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Yesterday the Molly Malone’s branch at 3900 Shelbyville Road in St. Matthews announced an immediate rebranding, to be implemented in the coming days. Little else is known at present, so welcome to The Raven (see pertinent glossary below).  

We’ve many great memories of our time here, but we are beyond excited to announce a new concept in The Raven. We have…

Posted by Molly Malone's St. Matthews on Friday, October 2, 2020

We’ve many great memories of our time here, but we are beyond excited to announce a new concept in The Raven. We have started a much needed renovation and will be closing this Sunday night at 8 until Thursday afternoon at 5. We appreciate your loyal patronage and patience as we complete the transformation. And, will share updates on social media as we approach our grand opening day.
Sláinte!

Now for the handy glossary.

“Sláinte” means health in Irish Gaelic, and implies “good health.”

St. Matthews began as a settlement at the intersection of what we now know as Breckenridge Lane, Shelbyville Road and Westport Road. Around 1840 the vicinity was called Gilman’s Point from — of course — a tavern owner, Daniel Gilman. When St. Matthew’s Episcopal Church was completed around 1850, the U.S. postal service made the official naming call, opting for the saint rather than the saloon.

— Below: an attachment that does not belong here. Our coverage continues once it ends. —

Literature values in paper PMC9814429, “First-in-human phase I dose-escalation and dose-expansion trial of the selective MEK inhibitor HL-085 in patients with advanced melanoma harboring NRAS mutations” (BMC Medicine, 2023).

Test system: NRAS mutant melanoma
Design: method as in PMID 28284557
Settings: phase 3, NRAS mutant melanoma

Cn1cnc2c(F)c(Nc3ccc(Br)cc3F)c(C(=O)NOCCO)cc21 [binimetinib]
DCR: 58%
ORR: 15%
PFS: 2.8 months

Molly Malone is the city of Dublin’s fictional fishmonger and “favorite daughter,” immortalized with a statue and subject of a classic tune, although as usual, it’s more complicated than it seems.

Common ravens are “large, black birds, with strong, heavy bills. They look rather like American Crows but are much larger and can weigh more than four times as much. When size isn’t enough to distinguish the two species, look for the heavier bill and the shaggy feathers around the raven’s throat.”

The Raven is a classic narrative poem by Edgar Allen Poe.

Then this ebony bird beguiling my sad fancy into smiling,
By the grave and stern decorum of the countenance it wore,
“Though thy crest be shorn and shaven, thou,” I said, “art sure no craven,
Ghastly grim and ancient Raven wandering from the Nightly shore—
Tell me what thy lordly name is on the Night’s Plutonian shore!”
            Quoth the Raven “Nevermore.”
 
And, to paraphrase Louis Armstrong, if you have to ask what Guinness is, you’ll probably never know.